City Council rejected the first private application of Mandatory Inclusionary Housing. On August 16, 2016, the City Council rejected a proposal to rezone a large corner lot in order to construct a new mixed-use development located at 4650 Broadway in Manhattan’s Inwood neighborhood. Currently a two-story commercial building operating as a parking garage and U-Haul truck rental facility occupies the site. The original proposal from the developer, Acadia Sherman Avenue LLC, was to build a new mixed-use building that would have retail and community space on the bottom two floors, contain 335 residential units and rise 23 stories. The original project would have made permanent 30 percent of the floor area as affordable housing under the new Mandatory Inclusionary Housing law.
After submitting an application, the developer had multiple meetings with Manhattan Community Board 12, representatives for City Council Member Ydanis Rodriguez and other community groups. Concerns raised in these meetings included displacement, gentrification, affordability, the number of affordable units and the building’s height. At one community board meeting Council Member Ydanis Rodriguez stated that he would only support the project if 50 percent of the units were affordable. The developers subsequently amended their proposal. The new proposal increased the residential units to 355, but lowered the building height to 15 stories, and committed to 50 percent affordable housing.
Manhattan Community Board 12, Manhattan Borough President Gale Brewer, and the City Planning Commission all approved the revised proposal. Borough President Gale Brewer called the modifications “a significant improvement on the as of right scenario where one could see an even taller building built under today’s zoning, but one which would not include a single unit of affordable housing.”
On July 12, 2016, the City Council’s Subcommittee on Zoning and Franchises held a public hearing where 23 witnesses testified—four in favor and nineteen against the proposed rezoning. Opening the hearing, City Council Member Ydanis Rodriguez stated: “I’m not yet at a place where I can say I support this project, but I’m optimistic that with . . . guaranteed permanent affordable housing coupled with community space and a solid percent accessible commercial rentals for local businesses we can see a mutually beneficial project move forward.”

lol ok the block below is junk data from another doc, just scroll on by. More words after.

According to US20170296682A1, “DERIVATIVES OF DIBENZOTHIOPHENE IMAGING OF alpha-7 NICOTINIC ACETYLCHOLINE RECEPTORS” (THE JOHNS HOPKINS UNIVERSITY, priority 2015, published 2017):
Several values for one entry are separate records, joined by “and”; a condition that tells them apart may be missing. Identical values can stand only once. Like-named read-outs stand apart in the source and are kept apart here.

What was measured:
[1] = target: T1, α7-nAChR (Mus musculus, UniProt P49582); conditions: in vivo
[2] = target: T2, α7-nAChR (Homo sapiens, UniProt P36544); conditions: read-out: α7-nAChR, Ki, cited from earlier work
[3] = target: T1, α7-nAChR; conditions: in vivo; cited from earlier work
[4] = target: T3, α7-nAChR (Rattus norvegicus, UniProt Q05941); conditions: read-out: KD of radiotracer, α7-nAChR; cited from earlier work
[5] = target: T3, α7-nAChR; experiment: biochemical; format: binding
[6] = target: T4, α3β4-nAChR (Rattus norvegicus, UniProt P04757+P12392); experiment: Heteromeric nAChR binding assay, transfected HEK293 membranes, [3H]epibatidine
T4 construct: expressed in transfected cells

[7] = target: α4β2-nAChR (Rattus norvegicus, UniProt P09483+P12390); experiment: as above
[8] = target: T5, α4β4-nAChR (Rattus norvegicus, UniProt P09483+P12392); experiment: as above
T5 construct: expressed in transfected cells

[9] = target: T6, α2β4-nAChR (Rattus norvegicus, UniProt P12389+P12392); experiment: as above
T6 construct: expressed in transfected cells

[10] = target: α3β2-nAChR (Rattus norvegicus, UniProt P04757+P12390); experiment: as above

Paul Travis from Washington Square Partners, testifying on behalf of the developer, reiterated that the developer was committed to 50 percent affordable housing. The developer’s proposal would have implemented a variation on the mixed income affordable housing program offered by the Housing Development Corporation. The building would have provided 30 percent housing for residents earning 40 percent of the area median income, 20 percent housing for residents earning between 110 and 135 of the area median income and 50 percent would have been at market-rate. City Council Member Vincent Gentile, questioning the 50 percent commitment, asked if the additional affordable housing was dependent on a subsidy through one of the City’s housing programs. In response, Paul Travis replied yes, but noted that the developer would have preferred to use the now lapsed 421-a tax break to reach 50 percent.
Maggie Clark, co-founder of Inwood Preservation, testified that allowing such spot zoning would “establish a dangerous precedent for Inwood as there are other builders sitting on the sidelines waiting . . . then we’re going to have all of our parks lined with tall buildings.” Nancy Preston, speaking on behalf of Moving Forward Unidos, testified that the project would be “out of context in this neighborhood of six story buildings” and that the “closest high density zoning is several miles south.” Nancy Preston finished by saying, “This Trojan horse appearing as a gift of affordable housing is like a little army marching out of luxury units. . . . It’s unaffordable to all of us.”
Elizabeth Lorris Ritter, a member of Manhattan Community Board 12 who spoke on behalf of the Hudson Heights Owners Coalition, testified that the she had reservations about whether the developer would be able to guarantee 50 percent affordable housing. She did not, however, want the City Council to reject the proposal because she feared that the developer would build a much taller building with less floor area and no affordable housing. Noting that the revised proposal was a step in the right direction, Elizabeth Ritter recommended that the City Council order an environmental impact study and reduce the building by two more stories.
On August 16, 2016, both the Subcommittee on Zoning and Franchises and the Committee on Land Use voted unanimously to disapprove the proposal. The City Council deferred to the local representative’s judgment and unanimously voted to block the project. At an unrelated press conference on August 18, 2016, Mayor Bill de Blasio called the denied proposal a “lost opportunity.” He further said, “There was a chance to get, I think, 67 affordable units for families in the community. Now we have zero affordable units. Someone tell me why that’s a victory.”
City Council: LU 1187-2016, 1188-2016 (Aug. 16, 2016).
By: Jonathon Sizemore (Jonathon is the CityLaw Fellow and a New York Law School Graduate, Class of 2016)